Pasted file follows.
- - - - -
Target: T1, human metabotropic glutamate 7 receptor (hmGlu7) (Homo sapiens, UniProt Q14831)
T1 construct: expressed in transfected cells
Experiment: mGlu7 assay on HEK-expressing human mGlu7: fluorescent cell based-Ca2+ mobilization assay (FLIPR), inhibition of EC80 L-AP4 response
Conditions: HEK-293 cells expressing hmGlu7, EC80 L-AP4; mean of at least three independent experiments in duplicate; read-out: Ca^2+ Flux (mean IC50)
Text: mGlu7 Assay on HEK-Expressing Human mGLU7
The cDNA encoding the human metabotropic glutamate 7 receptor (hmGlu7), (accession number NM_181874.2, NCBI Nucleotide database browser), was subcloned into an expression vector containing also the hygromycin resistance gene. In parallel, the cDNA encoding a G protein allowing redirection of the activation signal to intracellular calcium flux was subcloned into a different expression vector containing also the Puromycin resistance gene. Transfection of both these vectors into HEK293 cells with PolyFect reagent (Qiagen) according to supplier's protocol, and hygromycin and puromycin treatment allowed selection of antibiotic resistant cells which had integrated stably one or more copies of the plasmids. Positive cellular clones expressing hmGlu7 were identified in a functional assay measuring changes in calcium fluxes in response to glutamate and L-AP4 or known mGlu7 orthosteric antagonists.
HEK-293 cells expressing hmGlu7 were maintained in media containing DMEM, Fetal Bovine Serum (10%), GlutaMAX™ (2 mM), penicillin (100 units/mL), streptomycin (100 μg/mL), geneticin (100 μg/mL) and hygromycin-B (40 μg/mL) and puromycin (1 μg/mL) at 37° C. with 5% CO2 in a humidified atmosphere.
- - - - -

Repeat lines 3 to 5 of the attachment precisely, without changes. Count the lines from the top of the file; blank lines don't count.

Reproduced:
Experiment: mGlu7 assay on HEK-expressing human mGlu7: fluorescent cell based-Ca2+ mobilization assay (FLIPR), inhibition of EC80 L-AP4 response
Conditions: HEK-293 cells expressing hmGlu7, EC80 L-AP4; mean of at least three independent experiments in duplicate; read-out: Ca^2+ Flux (mean IC50)
Text: mGlu7 Assay on HEK-Expressing Human mGLU7